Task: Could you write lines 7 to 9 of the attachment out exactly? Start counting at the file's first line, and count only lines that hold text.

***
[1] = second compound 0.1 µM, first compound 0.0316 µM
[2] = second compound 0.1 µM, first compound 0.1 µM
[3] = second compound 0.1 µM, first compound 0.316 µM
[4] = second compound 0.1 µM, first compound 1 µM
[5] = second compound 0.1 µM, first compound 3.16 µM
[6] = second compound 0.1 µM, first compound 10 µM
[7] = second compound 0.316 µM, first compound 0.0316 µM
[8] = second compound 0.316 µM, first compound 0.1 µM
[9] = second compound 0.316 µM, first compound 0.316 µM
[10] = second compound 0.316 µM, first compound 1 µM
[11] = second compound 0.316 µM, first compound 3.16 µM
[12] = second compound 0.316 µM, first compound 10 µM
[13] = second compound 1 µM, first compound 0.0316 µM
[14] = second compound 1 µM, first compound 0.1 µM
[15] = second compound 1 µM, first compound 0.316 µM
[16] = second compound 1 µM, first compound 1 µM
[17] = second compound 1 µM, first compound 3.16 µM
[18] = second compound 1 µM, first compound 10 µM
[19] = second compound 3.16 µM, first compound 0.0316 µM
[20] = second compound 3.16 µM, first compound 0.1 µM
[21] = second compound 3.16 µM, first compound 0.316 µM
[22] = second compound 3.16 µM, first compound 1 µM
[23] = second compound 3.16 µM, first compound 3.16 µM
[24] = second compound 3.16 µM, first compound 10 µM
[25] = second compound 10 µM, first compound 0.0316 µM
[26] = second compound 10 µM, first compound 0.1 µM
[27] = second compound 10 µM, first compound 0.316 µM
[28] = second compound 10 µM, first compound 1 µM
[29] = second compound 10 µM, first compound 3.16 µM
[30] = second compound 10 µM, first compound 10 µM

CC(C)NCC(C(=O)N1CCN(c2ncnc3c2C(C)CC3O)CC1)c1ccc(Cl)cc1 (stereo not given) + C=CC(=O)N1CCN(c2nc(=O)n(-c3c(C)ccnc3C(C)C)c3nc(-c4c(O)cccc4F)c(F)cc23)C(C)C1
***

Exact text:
[7] = second compound 0.316 µM, first compound 0.0316 µM
[8] = second compound 0.316 µM, first compound 0.1 µM
[9] = second compound 0.316 µM, first compound 0.316 µM